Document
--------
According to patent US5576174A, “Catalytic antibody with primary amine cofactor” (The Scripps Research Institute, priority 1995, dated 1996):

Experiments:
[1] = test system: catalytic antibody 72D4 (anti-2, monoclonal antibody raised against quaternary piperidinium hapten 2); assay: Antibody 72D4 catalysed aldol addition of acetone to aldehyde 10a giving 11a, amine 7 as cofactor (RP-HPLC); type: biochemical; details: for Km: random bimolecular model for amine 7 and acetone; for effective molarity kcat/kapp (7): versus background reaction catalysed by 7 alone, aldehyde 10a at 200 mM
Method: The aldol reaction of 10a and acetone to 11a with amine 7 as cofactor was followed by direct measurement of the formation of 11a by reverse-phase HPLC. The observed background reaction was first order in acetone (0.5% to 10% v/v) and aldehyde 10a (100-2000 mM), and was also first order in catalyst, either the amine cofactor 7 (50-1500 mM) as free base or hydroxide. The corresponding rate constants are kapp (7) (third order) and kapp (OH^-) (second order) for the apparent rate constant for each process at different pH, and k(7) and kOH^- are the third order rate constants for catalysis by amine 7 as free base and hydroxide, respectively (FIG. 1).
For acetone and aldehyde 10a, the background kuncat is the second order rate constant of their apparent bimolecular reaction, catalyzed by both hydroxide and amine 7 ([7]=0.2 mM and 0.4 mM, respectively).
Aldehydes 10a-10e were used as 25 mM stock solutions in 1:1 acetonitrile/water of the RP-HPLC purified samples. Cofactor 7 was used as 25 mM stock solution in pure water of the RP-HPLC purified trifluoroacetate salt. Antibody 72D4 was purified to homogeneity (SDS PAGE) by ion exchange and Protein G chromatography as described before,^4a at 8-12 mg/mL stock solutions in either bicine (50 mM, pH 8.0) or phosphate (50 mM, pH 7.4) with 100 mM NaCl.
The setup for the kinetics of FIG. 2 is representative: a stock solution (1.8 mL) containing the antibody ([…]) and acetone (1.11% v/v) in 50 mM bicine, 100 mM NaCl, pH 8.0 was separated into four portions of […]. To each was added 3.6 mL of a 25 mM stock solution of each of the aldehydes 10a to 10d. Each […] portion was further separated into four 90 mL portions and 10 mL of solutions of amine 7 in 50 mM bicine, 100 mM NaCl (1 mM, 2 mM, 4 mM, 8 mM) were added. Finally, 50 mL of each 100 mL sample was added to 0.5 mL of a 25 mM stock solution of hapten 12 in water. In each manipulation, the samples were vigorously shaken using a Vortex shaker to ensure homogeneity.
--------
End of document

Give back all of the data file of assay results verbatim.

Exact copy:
According to patent US5576174A, “Catalytic antibody with primary amine cofactor” (The Scripps Research Institute, priority 1995, dated 1996):

Experiments:
[1] = test system: catalytic antibody 72D4 (anti-2, monoclonal antibody raised against quaternary piperidinium hapten 2); assay: Antibody 72D4 catalysed aldol addition of acetone to aldehyde 10a giving 11a, amine 7 as cofactor (RP-HPLC); type: biochemical; details: for Km: random bimolecular model for amine 7 and acetone; for effective molarity kcat/kapp (7): versus background reaction catalysed by 7 alone, aldehyde 10a at 200 mM
Method: The aldol reaction of 10a and acetone to 11a with amine 7 as cofactor was followed by direct measurement of the formation of 11a by reverse-phase HPLC. The observed background reaction was first order in acetone (0.5% to 10% v/v) and aldehyde 10a (100-2000 mM), and was also first order in catalyst, either the amine cofactor 7 (50-1500 mM) as free base or hydroxide. The corresponding rate constants are kapp (7) (third order) and kapp (OH^-) (second order) for the apparent rate constant for each process at different pH, and k(7) and kOH^- are the third order rate constants for catalysis by amine 7 as free base and hydroxide, respectively (FIG. 1).
For acetone and aldehyde 10a, the background kuncat is the second order rate constant of their apparent bimolecular reaction, catalyzed by both hydroxide and amine 7 ([7]=0.2 mM and 0.4 mM, respectively).
Aldehydes 10a-10e were used as 25 mM stock solutions in 1:1 acetonitrile/water of the RP-HPLC purified samples. Cofactor 7 was used as 25 mM stock solution in pure water of the RP-HPLC purified trifluoroacetate salt. Antibody 72D4 was purified to homogeneity (SDS PAGE) by ion exchange and Protein G chromatography as described before,^4a at 8-12 mg/mL stock solutions in either bicine (50 mM, pH 8.0) or phosphate (50 mM, pH 7.4) with 100 mM NaCl.
The setup for the kinetics of FIG. 2 is representative: a stock solution (1.8 mL) containing the antibody ([…]) and acetone (1.11% v/v) in 50 mM bicine, 100 mM NaCl, pH 8.0 was separated into four portions of […]. To each was added 3.6 mL of a 25 mM stock solution of each of the aldehydes 10a to 10d. Each […] portion was further separated into four 90 mL portions and 10 mL of solutions of amine 7 in 50 mM bicine, 100 mM NaCl (1 mM, 2 mM, 4 mM, 8 mM) were added. Finally, 50 mL of each 100 mL sample was added to 0.5 mL of a 25 mM stock solution of hapten 12 in water. In each manipulation, the samples were vigorously shaken using a Vortex shaker to ensure homogeneity.